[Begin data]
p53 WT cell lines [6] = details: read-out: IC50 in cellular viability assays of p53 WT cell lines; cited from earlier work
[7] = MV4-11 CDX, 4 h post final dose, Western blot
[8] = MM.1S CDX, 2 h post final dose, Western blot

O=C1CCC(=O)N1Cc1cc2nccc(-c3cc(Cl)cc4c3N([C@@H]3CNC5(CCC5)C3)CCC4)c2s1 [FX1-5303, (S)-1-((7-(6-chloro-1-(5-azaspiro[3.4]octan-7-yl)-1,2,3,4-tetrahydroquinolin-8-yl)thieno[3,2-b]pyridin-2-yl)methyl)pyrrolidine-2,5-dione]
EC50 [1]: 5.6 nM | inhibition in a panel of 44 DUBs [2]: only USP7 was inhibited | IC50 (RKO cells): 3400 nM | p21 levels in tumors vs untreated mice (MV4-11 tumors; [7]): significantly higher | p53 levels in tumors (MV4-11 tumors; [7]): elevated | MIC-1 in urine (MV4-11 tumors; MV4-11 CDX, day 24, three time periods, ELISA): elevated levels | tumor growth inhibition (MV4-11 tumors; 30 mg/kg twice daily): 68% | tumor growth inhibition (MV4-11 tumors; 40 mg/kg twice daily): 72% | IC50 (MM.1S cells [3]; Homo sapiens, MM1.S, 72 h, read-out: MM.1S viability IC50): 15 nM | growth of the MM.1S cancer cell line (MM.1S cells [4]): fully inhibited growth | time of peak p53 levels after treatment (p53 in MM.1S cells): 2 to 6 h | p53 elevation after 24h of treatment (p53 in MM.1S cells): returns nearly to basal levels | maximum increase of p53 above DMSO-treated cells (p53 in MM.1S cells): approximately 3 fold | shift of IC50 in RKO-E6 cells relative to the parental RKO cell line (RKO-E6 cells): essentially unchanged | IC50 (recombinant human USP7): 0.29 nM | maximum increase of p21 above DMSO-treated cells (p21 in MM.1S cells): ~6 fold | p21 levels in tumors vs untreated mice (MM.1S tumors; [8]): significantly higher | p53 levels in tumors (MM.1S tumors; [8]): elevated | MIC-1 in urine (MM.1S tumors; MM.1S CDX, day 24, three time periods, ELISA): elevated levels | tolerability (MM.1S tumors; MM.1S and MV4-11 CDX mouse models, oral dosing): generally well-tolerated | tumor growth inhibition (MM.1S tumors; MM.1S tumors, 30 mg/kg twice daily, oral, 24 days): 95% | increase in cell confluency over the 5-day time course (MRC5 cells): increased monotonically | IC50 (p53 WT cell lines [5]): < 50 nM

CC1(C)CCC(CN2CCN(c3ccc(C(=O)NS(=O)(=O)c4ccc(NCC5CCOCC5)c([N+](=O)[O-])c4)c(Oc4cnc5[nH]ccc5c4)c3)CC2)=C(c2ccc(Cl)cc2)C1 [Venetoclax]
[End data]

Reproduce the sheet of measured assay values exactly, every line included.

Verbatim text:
p53 WT cell lines [6] = details: read-out: IC50 in cellular viability assays of p53 WT cell lines; cited from earlier work
[7] = MV4-11 CDX, 4 h post final dose, Western blot
[8] = MM.1S CDX, 2 h post final dose, Western blot

O=C1CCC(=O)N1Cc1cc2nccc(-c3cc(Cl)cc4c3N([C@@H]3CNC5(CCC5)C3)CCC4)c2s1 [FX1-5303, (S)-1-((7-(6-chloro-1-(5-azaspiro[3.4]octan-7-yl)-1,2,3,4-tetrahydroquinolin-8-yl)thieno[3,2-b]pyridin-2-yl)methyl)pyrrolidine-2,5-dione]
EC50 [1]: 5.6 nM | inhibition in a panel of 44 DUBs [2]: only USP7 was inhibited | IC50 (RKO cells): 3400 nM | p21 levels in tumors vs untreated mice (MV4-11 tumors; [7]): significantly higher | p53 levels in tumors (MV4-11 tumors; [7]): elevated | MIC-1 in urine (MV4-11 tumors; MV4-11 CDX, day 24, three time periods, ELISA): elevated levels | tumor growth inhibition (MV4-11 tumors; 30 mg/kg twice daily): 68% | tumor growth inhibition (MV4-11 tumors; 40 mg/kg twice daily): 72% | IC50 (MM.1S cells [3]; Homo sapiens, MM1.S, 72 h, read-out: MM.1S viability IC50): 15 nM | growth of the MM.1S cancer cell line (MM.1S cells [4]): fully inhibited growth | time of peak p53 levels after treatment (p53 in MM.1S cells): 2 to 6 h | p53 elevation after 24h of treatment (p53 in MM.1S cells): returns nearly to basal levels | maximum increase of p53 above DMSO-treated cells (p53 in MM.1S cells): approximately 3 fold | shift of IC50 in RKO-E6 cells relative to the parental RKO cell line (RKO-E6 cells): essentially unchanged | IC50 (recombinant human USP7): 0.29 nM | maximum increase of p21 above DMSO-treated cells (p21 in MM.1S cells): ~6 fold | p21 levels in tumors vs untreated mice (MM.1S tumors; [8]): significantly higher | p53 levels in tumors (MM.1S tumors; [8]): elevated | MIC-1 in urine (MM.1S tumors; MM.1S CDX, day 24, three time periods, ELISA): elevated levels | tolerability (MM.1S tumors; MM.1S and MV4-11 CDX mouse models, oral dosing): generally well-tolerated | tumor growth inhibition (MM.1S tumors; MM.1S tumors, 30 mg/kg twice daily, oral, 24 days): 95% | increase in cell confluency over the 5-day time course (MRC5 cells): increased monotonically | IC50 (p53 WT cell lines [5]): < 50 nM

CC1(C)CCC(CN2CCN(c3ccc(C(=O)NS(=O)(=O)c4ccc(NCC5CCOCC5)c([N+](=O)[O-])c4)c(Oc4cnc5[nH]ccc5c4)c3)CC2)=C(c2ccc(Cl)cc2)C1 [Venetoclax]